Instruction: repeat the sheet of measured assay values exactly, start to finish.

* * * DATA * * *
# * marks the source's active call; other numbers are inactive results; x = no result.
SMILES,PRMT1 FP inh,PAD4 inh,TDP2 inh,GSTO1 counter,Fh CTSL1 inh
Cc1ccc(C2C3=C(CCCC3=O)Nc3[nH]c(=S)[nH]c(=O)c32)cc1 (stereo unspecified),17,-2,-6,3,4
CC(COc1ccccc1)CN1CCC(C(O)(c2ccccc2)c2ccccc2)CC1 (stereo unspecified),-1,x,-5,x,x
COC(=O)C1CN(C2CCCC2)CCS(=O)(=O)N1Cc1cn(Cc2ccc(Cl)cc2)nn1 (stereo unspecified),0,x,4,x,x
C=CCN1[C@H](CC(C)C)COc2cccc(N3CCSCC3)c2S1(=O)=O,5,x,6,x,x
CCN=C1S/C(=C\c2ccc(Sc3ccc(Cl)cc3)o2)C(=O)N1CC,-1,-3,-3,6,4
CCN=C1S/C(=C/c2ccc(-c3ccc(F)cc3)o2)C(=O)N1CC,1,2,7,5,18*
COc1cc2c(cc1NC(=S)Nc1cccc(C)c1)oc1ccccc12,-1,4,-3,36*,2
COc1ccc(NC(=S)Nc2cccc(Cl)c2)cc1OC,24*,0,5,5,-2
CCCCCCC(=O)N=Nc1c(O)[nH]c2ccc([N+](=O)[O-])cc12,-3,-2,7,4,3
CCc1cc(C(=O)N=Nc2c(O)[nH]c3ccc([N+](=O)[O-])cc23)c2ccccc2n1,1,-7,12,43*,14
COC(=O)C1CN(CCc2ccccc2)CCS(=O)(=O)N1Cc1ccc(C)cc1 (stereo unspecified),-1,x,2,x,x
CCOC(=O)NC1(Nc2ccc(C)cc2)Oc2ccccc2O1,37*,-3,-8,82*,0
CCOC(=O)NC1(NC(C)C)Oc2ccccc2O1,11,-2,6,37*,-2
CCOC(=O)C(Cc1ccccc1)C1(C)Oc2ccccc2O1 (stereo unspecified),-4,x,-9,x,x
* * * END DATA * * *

# * marks the source's active call; other numbers are inactive results; x = no result.
SMILES,PRMT1 FP inh,PAD4 inh,TDP2 inh,GSTO1 counter,Fh CTSL1 inh
Cc1ccc(C2C3=C(CCCC3=O)Nc3[nH]c(=S)[nH]c(=O)c32)cc1 (stereo unspecified),17,-2,-6,3,4
CC(COc1ccccc1)CN1CCC(C(O)(c2ccccc2)c2ccccc2)CC1 (stereo unspecified),-1,x,-5,x,x
COC(=O)C1CN(C2CCCC2)CCS(=O)(=O)N1Cc1cn(Cc2ccc(Cl)cc2)nn1 (stereo unspecified),0,x,4,x,x
C=CCN1[C@H](CC(C)C)COc2cccc(N3CCSCC3)c2S1(=O)=O,5,x,6,x,x
CCN=C1S/C(=C\c2ccc(Sc3ccc(Cl)cc3)o2)C(=O)N1CC,-1,-3,-3,6,4
CCN=C1S/C(=C/c2ccc(-c3ccc(F)cc3)o2)C(=O)N1CC,1,2,7,5,18*
COc1cc2c(cc1NC(=S)Nc1cccc(C)c1)oc1ccccc12,-1,4,-3,36*,2
COc1ccc(NC(=S)Nc2cccc(Cl)c2)cc1OC,24*,0,5,5,-2
CCCCCCC(=O)N=Nc1c(O)[nH]c2ccc([N+](=O)[O-])cc12,-3,-2,7,4,3
CCc1cc(C(=O)N=Nc2c(O)[nH]c3ccc([N+](=O)[O-])cc23)c2ccccc2n1,1,-7,12,43*,14
COC(=O)C1CN(CCc2ccccc2)CCS(=O)(=O)N1Cc1ccc(C)cc1 (stereo unspecified),-1,x,2,x,x
CCOC(=O)NC1(Nc2ccc(C)cc2)Oc2ccccc2O1,37*,-3,-8,82*,0
CCOC(=O)NC1(NC(C)C)Oc2ccccc2O1,11,-2,6,37*,-2
CCOC(=O)C(Cc1ccccc1)C1(C)Oc2ccccc2O1 (stereo unspecified),-4,x,-9,x,x